The Story of Tangly Cottage Gardening

In 1987, I took the ferry to Friday Harbor in the San Juan Islands to see my favourite local band play. While walking around town in the afternoon, I saw, over a white picket fence, a wee cottage garden filled with flowers I didn't recognize. Now I realize they were common annuals: cosmos, bachelor buttons or cornflower, and others ... but these were flowers my dear grandma did not grow and I had never noticed them before. My companion and I had espresso on the patio of a darling cafe, and there on the table was a bouquet. I think of it as That Bouquet.

I was fixated on it. Sheer joy. Particularly appealing were a cup and saucer campanula (bellflower) and again the cobalt blue bachelor button. I photographed That Bouquet and had the photo on my wall for years, where it became tattered and torn but was testimony to the moment when I realized that there were new plants in the world new to me and that I had to find out about them.

In August 1988, I attended a speech and slideshow by Ann Lovejoy at Seattle Tilth. (You can read her weekly column at As I looked and listened, my world changed. Since buying my Gram's house in 1980, I had tried to maintain her garden, and had changed little, growing mostly annuals and vegetables as she had. Ann's lecture and gorgeous slide show told me all about "making beautiful dirt" ... with forty years of composting, Gram's garden had some lovely soil ... but Ann also spoke of perennials. I remember writing the names down phonetically ... You can imagine how "Oenothera" came out! Ann said, "Just ask for the pink evening primrose." My head swam!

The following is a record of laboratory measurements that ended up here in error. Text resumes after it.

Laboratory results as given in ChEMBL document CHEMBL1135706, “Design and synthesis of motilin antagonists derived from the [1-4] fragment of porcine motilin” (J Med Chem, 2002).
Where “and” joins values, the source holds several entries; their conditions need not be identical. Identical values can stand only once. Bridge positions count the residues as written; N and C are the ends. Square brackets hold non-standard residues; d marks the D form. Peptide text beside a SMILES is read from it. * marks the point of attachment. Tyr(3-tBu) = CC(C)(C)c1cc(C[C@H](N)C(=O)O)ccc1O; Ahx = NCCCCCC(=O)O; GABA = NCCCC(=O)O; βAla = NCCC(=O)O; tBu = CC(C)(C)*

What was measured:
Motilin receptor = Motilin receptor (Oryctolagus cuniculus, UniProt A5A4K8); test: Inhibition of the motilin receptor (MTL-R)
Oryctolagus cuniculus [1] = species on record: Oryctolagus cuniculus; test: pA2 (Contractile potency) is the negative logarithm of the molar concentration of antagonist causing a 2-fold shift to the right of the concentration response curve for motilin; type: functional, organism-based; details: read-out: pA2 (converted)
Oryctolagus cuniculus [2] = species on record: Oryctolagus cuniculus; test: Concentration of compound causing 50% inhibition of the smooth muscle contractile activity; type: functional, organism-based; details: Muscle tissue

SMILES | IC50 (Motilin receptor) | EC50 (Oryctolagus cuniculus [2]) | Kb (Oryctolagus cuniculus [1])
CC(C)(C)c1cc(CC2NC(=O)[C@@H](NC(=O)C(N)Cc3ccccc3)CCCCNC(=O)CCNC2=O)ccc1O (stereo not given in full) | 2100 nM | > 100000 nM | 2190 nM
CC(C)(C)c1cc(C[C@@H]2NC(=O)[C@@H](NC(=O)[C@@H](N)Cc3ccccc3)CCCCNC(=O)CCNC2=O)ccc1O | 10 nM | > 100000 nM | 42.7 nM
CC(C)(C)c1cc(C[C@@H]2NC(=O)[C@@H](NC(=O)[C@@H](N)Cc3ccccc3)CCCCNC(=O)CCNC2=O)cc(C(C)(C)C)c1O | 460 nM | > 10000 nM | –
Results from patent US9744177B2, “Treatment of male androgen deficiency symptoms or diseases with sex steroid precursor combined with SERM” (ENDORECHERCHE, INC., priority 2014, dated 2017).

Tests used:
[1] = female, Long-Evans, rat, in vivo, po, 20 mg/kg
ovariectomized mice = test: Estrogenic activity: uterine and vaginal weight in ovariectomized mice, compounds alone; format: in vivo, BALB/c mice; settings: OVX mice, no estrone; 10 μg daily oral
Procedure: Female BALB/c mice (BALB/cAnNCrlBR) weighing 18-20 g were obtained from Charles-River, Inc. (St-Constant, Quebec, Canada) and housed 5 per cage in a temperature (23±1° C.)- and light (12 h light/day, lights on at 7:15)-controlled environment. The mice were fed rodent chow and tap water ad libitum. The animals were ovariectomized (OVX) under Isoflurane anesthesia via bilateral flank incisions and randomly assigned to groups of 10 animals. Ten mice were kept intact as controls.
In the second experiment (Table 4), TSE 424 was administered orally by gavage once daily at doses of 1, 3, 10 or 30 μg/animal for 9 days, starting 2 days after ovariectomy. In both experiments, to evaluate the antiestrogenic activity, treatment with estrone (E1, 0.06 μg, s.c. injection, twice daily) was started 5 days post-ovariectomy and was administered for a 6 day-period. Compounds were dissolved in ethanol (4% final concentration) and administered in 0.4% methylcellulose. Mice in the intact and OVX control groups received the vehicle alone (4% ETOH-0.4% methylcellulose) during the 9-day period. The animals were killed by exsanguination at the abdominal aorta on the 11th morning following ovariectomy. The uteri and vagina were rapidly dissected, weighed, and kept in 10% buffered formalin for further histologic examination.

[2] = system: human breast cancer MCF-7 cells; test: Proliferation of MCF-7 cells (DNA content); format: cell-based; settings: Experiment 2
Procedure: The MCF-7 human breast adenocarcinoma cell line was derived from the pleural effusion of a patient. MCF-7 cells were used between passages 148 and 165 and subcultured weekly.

I felt overwhelmed but exhilarated, and as soon as I got home, I started ordering collector's plant catalogs. The first one I got was from Skyline Nursery in Seattle, which listed the plants only by Latin names with no photos! A far cry from the seed catalogs I was used to! I had to get a plant dictionary (Wyman's used, in a second hand shop; now I rely on Botanica) and look up each name while I placed my order. I think I waited till the next spring to order plants. The first box that came was from Herb Senft of Skyline Nursery and on the top was a bonus plant ... a Pacific Coast iris in bloom!

In 1990, I attended my first garden show, the Northwest Flower and Garden Show. By then, miraculously, I had absorbed the ability to understand and spell many Latin names. And as I walked down any street, I looked carefully at each garden and could now identify many of the plants. Over the years, I attended every Northwest garden show except for two that I missed while relocating to the beach, and heard Ann Lovejoy speak each year, along with Penelope Hobhouse, Rosemary Verey, Piet Oudolf, Adrian Bloom, Helen Dillon and Dan Hinkley.

When we moved to the beach and into Tangly Cottage, Heronswood and Forestfarm, along with Robyn's Nest, Canyon Creek and Joy Creek provided most of my exciting and unusual plants.

See published articles about Tangly Cottage Gardening.


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